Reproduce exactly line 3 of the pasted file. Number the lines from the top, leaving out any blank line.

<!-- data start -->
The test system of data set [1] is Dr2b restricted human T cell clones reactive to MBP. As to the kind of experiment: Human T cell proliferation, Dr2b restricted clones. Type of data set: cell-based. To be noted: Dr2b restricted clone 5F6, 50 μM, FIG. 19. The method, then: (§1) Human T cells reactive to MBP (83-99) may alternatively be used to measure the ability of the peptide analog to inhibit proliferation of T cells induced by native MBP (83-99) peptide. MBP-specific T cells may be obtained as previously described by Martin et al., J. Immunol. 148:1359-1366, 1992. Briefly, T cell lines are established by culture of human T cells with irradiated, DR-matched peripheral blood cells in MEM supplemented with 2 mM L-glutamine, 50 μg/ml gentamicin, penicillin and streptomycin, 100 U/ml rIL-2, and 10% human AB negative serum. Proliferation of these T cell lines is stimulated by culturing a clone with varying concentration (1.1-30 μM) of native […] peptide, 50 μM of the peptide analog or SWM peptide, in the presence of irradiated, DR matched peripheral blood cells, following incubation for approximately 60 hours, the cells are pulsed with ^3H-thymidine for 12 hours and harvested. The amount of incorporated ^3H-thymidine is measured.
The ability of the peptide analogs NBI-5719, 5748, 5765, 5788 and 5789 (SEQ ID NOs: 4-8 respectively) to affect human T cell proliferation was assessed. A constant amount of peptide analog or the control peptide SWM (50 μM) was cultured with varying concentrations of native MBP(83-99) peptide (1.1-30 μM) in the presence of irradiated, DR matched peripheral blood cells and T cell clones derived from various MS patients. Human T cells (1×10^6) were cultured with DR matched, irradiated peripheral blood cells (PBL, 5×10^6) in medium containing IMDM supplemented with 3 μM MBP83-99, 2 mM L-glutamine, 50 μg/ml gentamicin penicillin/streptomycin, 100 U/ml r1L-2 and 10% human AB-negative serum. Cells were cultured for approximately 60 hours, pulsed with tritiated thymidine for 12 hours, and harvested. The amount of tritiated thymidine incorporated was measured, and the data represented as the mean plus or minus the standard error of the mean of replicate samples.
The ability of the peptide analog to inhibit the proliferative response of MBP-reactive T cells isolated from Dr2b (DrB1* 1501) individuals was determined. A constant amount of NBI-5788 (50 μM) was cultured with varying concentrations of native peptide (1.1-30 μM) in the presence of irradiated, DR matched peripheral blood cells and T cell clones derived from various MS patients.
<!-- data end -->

The ability of the peptide analog to inhibit the proliferative response of MBP-reactive T cells isolated from Dr2b (DrB1* 1501) individuals was determined. A constant amount of NBI-5788 (50 μM) was cultured with varying concentrations of native peptide (1.1-30 μM) in the presence of irradiated, DR matched peripheral blood cells and T cell clones derived from various MS patients.